In hindsight after this past year, it seems inevitable that California Republican Rep. Kevin McCarthy's nearly two decades in Congress would end like this; with a rose-colored resignation letter published in a friendly newspaper and barely hinting at the turmoil and humiliation that that defined his tenure — and ultimate downfall — as the 55th Speaker of the House of Representatives. Insisting that "no matter the odds, or personal cost," the Republican "did the right thing," McCarthy's announcement that he has "decided to depart the House at the end of this year to serve America in new ways" was, in many ways, a microcosm of his brief stint as speaker: forward-looking, self-satisfied, and conspicuously unwilling to acknowledge the very public chaos that dogged him from the moment he lost his first of 15 ballots for the speaker's gavel this past January.
With his speakership over, and his time in Congress drawing to a close, McCarthy's legacy as a lawmaker is in many ways a "tragic" one, observed one New York Times reader, defined by the way he "contorted himself to achieve power, and like many who are similarly obsessed [...] has nothing to show for it." Longtime ally Rep. Darrell Issa (R-Calif.) was more charitable, telling the Los Angeles Times last week that McCarthy had "led us to victory. He led us to the majority. He led us well in the majority as our speaker. He's done really great work."
After 17 years in office, the truth for McCarthy may lie somewhere in the middle.
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The last of the 'Young Guns'
For much of his early time in Congress, McCarthy was a rising star among House Republicans alongside fellow former Speaker Paul Ryan (R-Wisc.) and Majority Leader Eric Cantor (R-Va.), "a generation known informally as the 'Young Guns,'" according to The Washington Post, which noted the trio's pledge to "to usher in a 'new generation of conservative leaders.'" But while Ryan and Cantor were ultimately "pushed out by the far-right flank," McCarthy held on, and continued to rise through the GOP ranks as minority leader and majority speaker alike "by transforming himself to appeal to the party's most conservative elements, and by largely remaining loyal to [former President Donald] Trump."
McCarthy's "most lasting legacy" may ultimately be "the political rehabilitation of former President Donald Trump" following the Jan. 6 Capitol riot, predicted HuffPost's Arthur Delaney and Liz Skalka. After initially blaming Trump for the violence, then-Minority Leader McCarthy "changed his tune, blaming 'everybody across this country' for the attack and traveling to Trump's Mar-a-Lago resort" as a show of support for the former president.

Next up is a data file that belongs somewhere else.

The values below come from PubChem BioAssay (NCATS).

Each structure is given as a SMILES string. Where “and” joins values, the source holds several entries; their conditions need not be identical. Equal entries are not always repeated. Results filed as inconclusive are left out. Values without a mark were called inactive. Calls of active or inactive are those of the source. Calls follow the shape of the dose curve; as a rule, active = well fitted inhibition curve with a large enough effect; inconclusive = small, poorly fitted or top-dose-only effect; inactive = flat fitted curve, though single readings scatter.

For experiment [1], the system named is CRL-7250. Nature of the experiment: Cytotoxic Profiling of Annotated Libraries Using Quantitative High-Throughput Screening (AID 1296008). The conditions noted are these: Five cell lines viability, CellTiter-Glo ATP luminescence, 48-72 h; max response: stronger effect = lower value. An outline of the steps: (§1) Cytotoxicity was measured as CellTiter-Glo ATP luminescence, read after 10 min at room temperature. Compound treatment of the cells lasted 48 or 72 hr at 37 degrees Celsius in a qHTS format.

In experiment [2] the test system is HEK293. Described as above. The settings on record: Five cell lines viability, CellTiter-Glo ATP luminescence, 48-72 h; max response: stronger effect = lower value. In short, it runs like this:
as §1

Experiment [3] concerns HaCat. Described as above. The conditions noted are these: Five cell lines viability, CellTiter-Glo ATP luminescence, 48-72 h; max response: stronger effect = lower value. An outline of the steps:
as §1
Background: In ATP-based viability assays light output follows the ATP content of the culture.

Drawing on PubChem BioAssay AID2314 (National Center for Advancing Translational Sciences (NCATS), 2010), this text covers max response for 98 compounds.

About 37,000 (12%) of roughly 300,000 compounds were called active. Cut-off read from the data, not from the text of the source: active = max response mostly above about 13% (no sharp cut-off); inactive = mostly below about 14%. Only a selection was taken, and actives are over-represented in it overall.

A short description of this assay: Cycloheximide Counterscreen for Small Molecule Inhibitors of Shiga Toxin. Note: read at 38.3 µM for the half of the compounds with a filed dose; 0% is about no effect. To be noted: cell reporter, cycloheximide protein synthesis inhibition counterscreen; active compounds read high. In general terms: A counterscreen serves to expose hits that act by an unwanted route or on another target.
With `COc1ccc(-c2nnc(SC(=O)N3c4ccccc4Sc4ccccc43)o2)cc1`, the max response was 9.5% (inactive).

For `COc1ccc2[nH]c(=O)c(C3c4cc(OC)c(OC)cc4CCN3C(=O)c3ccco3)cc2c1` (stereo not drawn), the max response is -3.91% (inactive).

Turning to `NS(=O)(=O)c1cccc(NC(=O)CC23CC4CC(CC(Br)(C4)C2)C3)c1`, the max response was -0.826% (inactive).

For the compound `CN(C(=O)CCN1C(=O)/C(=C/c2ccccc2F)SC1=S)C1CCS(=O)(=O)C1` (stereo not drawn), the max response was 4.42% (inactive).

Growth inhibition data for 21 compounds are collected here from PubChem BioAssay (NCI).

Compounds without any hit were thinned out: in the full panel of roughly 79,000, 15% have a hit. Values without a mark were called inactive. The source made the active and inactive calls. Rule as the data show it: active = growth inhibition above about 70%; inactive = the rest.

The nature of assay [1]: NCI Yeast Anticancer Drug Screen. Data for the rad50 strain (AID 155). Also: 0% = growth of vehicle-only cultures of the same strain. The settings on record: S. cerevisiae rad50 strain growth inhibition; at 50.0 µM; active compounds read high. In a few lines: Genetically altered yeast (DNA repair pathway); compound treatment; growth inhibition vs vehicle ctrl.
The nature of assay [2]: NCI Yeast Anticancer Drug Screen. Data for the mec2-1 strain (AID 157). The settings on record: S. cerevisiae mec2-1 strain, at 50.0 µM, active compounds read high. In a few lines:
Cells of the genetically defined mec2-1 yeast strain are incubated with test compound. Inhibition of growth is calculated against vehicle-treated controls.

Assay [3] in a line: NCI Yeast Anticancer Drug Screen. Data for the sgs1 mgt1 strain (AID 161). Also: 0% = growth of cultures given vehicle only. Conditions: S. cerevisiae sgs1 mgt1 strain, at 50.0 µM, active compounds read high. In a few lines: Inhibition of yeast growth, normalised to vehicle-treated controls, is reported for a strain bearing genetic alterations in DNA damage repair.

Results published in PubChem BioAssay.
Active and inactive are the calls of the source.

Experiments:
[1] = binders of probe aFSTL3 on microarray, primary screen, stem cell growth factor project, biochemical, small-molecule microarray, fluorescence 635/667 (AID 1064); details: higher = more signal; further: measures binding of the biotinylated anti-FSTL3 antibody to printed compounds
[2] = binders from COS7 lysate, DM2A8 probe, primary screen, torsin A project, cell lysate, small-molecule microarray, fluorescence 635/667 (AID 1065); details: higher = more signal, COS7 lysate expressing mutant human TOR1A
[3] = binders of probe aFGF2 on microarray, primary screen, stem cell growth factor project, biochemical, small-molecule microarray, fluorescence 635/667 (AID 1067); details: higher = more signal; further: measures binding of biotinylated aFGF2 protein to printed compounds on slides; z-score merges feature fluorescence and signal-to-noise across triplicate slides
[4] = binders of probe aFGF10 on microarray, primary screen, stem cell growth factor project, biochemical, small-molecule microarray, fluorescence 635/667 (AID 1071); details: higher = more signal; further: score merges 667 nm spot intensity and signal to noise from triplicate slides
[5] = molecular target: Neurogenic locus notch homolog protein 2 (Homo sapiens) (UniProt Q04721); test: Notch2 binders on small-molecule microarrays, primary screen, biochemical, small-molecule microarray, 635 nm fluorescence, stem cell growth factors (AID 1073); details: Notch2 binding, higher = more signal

Liz Cheney writes that she confronted Kevin McCarthy about this photo at Mar-a-Lago weeks after J6. McCarthy told her he went there to check up on Donald Trump because Trump was “really depressed” and “not eating,” she writes. https://t.co/M4uSUSIavm pic.twitter.com/DpaTf08V1PNovember 28, 2023
Pre-speakership consolation of Trump notwithstanding, McCarthy's "quest to seize the House speakership, and his catastrophic downfall from the post, will be one of the chief markers of his legacy," Rolling Stone's Nikki McCann Ramirez wrote, noting that this past year's triumph and defeat had been McCarthy's second attempt at the speakership, following a failed bid in 2015 while serving as House majority leader. To ultimately succeed after 15 contentious ballots in January 2023, McCarthy helped sow the seeds of his own ousting by promising a suite of concessions to his party's ultra-conservative wing including granting a single member the ability to begin the process of removing him from the speakership, as eventually occurred in October.
'Delivering results for the American people'
In his resignation letter, McCarthy bragged that his time in office had been spent "delivering results for the American people." Those results this year included raising the debt ceiling and narrowly averting a government shutdown — a negotiation opposed by the far right flank of his own caucus, which ultimately doomed his speakership.
McCarthy's rise "to the top of the party" was fueled in part "by his prolific fundraising" according to Bloomberg. In just his first six months as speaker, McCarthy had raised $62.5 million for his party, writing in a statement to CNN this July that the public had responded to his successes "with an outpouring of support to advance this mission."
While McCarthy has played coy about specifics for his post-congressional life, he has hinted that he will remain involved in the GOP, insisted in his goodbye letter that he was "committed to lending my experience" to helping "recruit our country's best and brightest" into politics.
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